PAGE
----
The Spartan king, when he arrived, refused to avail himself of this shelter, deeming it unseemly. The Spartiate heavy infantry likewise rejected these amenities. The tents fell, in one of the ironies to which those familiar with war are accustomed, to the use of the Spartan helots, Thespaian, Phokian and Opountian Lokrian slaves and other attendants of the battle train who suffered wounds in the arrow and missile barrages. These individuals, too, after the second day refused to accept shelter. The brightly colored spa tents of Egyptian linen, now in tatters, came as His Majesty saw to protect only the beasts of transport, the mules and asses supporting the commissariat, who became terrorized by the sights and smells of the battle and could not be held by their teamsters. In the end the tents were torn to rags to bind the wounds of the Spartiates and their allies.
When I say Spartiates, I mean the formal term in Greek, Spartiatai, which refers to Lakedaemonians of the superior class, full Spartansthe homoioiPeers or Equals. None of the class called Gentleman-Rankers or of the perioikoi, the secondary Spartans of less than full citizenship, or those enlisted from the surrounding Lakedaemonian towns, fought at the Hot Gates, though toward the end when the surviving Spartiates became so few that they could no longer form a fighting front, a certain "leavening element," as Dienekes expressed it, of freed slaves, armor bearers and battle squires, was permitted to fill the vacated spaces.
His Majesty may nonetheless take pride in knowing that his forces defeated the flower of Hellas, the cream of her finest and most valiant fighting men.
As for my own position within the battle train, the explanation may require a certain digression, with which I hope His Majesty will be patient.
I was captured at age twelve (or, more accurately, surrendered) as a heliokekaumenos, a Spartan term of derision which means literally "scorched by the sun." It referred to a type of nearly feral youth, burned black as Ethiopians by their exposure to the elements, with which the mountains abounded in those days preceding and following the first Persian War. I was cast originally among the Spartan helots, the serf class that the Lakedaemonians had created from the inhabitants of Messenia and Helos after they in centuries past had conquered and enslaved them. These husbandmen, however, rejected me because of certain physical impairments which rendered me useless for field labor. Also the helots hated and mistrusted any foreigner among them who might prove an informer. I lived a dog's life for most of a year before fate, luck or a god's hand delivered me into the service of Alexandros, a Spartan youth and protege of Dienekes. This saved my life. I was recognized at least ironically as a freeborn and, evincing such qualities of a wild beast as the Lakedaemonians found admirable, was elevated to the status of parastates pais, a sort of sparring partner for the youths enrolled in the agoge, the notorious and pitiless thirteen-year training regimen which turned boys into Spartan warriors.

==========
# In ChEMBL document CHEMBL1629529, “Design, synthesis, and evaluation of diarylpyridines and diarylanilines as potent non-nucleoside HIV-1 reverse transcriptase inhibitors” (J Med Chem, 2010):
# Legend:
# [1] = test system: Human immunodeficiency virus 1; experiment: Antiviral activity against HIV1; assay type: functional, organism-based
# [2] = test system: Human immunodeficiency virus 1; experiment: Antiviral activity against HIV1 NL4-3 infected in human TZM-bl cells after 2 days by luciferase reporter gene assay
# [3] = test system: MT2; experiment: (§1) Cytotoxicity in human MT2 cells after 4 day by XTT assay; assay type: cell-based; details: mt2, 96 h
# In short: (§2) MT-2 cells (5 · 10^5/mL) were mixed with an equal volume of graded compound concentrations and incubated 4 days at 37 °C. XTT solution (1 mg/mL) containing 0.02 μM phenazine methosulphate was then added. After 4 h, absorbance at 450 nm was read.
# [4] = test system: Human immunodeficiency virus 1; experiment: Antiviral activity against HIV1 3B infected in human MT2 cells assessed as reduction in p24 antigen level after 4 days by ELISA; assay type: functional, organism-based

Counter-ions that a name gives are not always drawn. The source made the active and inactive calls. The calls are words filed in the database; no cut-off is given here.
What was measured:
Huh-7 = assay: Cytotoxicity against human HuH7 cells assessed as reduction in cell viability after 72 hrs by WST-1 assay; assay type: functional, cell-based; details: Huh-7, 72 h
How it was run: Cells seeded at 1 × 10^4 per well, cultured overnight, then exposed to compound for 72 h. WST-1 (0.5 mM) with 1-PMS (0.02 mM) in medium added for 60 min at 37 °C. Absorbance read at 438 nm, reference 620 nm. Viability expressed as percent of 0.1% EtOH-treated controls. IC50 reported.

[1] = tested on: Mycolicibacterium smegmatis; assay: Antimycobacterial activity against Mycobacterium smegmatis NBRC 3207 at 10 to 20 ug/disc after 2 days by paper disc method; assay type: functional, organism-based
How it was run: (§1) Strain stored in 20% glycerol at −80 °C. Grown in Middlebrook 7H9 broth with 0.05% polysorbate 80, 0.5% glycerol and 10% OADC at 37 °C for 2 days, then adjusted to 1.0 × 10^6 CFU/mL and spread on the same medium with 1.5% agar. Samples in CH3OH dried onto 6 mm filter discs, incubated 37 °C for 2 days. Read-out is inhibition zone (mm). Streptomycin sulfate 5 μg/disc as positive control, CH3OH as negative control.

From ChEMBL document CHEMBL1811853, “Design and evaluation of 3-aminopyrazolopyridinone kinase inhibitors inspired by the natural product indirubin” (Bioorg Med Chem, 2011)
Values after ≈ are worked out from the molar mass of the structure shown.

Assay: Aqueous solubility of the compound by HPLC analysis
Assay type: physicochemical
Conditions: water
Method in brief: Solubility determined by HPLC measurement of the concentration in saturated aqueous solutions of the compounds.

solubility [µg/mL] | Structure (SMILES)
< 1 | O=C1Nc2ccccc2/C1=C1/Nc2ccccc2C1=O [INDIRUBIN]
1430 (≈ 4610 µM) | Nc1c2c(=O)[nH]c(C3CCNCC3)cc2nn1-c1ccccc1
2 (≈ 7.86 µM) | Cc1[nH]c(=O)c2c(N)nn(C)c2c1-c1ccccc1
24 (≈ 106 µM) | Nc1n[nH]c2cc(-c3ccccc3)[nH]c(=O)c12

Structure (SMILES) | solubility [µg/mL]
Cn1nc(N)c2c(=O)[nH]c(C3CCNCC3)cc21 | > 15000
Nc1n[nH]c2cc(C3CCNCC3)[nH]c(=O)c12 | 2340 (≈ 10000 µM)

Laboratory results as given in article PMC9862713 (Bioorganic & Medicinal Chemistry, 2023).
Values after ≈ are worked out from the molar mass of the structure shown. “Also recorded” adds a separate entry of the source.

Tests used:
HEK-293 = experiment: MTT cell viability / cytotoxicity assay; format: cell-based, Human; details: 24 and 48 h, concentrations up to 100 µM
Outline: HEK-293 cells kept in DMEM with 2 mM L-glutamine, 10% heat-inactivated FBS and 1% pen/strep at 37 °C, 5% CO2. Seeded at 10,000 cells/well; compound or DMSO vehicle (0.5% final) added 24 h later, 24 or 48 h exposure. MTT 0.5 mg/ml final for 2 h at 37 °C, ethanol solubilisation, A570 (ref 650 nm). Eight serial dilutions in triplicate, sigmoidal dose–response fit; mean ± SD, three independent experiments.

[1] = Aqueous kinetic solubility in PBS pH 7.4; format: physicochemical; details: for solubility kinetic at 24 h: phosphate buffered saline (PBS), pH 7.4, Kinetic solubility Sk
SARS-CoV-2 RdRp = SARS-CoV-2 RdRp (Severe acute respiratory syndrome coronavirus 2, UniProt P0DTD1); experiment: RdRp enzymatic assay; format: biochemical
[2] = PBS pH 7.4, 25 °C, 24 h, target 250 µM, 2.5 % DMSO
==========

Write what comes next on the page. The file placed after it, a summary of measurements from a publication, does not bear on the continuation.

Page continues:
Every heavy infantryman of the Spartiate class travels to war attended by at least one helot. Enomotarchai, the platoon leaders, take two. This latter was Dienekes' station. It is not uncommon for an officer of his rank to select as his primary attendant, his battle squire, a freeborn foreigner or even a young mothax, a noncitizen or bastard Spartan still in agoge training. It was my fortune, for good or ill, to be chosen by my master for this post. I supervised the care and transport of his armor, maintained his kit, prepared his food and sleeping site, bound his wounds and in general performed every task necessary to leave him free to train and fight.
My childhood home, before fate set me upon the road which found its end at the Hot Gates, was originally in Astakos in Akarnania, north of the Peloponnese, where the mountains look west over the sea toward Kephallinia and, beyond the horizon, to Sikelia and Italia.
The island of Ithaka, home of Odysseus of lore, lay within sight across the straits, though I myself was never privileged to touch the hero's sacred soil, as a boy or later. I was due to make the crossing, a treat from my aunt and uncle, on the occasion of my tenth birthday. But our city fell first, the males of my clan were slaughtered and fmales sold into slavery, our ancestral land taken, and I cast out, alone save my cousin Diomache, without family or home, three days before the start of my tenth year to heaven, as the poet says.
What People are Saying About This
"Steven Pressfield brings the battle of Thermopylae to brilliant life, and he does for that war what Charles Frazier did for the Civil War in Cold Mountain."
"Gripping and swashbuckling...an exciting, romantic, star-crossed story."
The New York Times
"An incredibly gripping, moving, and literate work of art. Rarely does an author manage to re-create a moment in history with such mastery, authority, and psychological insight."
"A novel that is intricate and arresting and, once begun, almost impossible to put down."
"A timeless epic of man and war...Pressfield has created a new classic deserving of a place beside the very best of the old."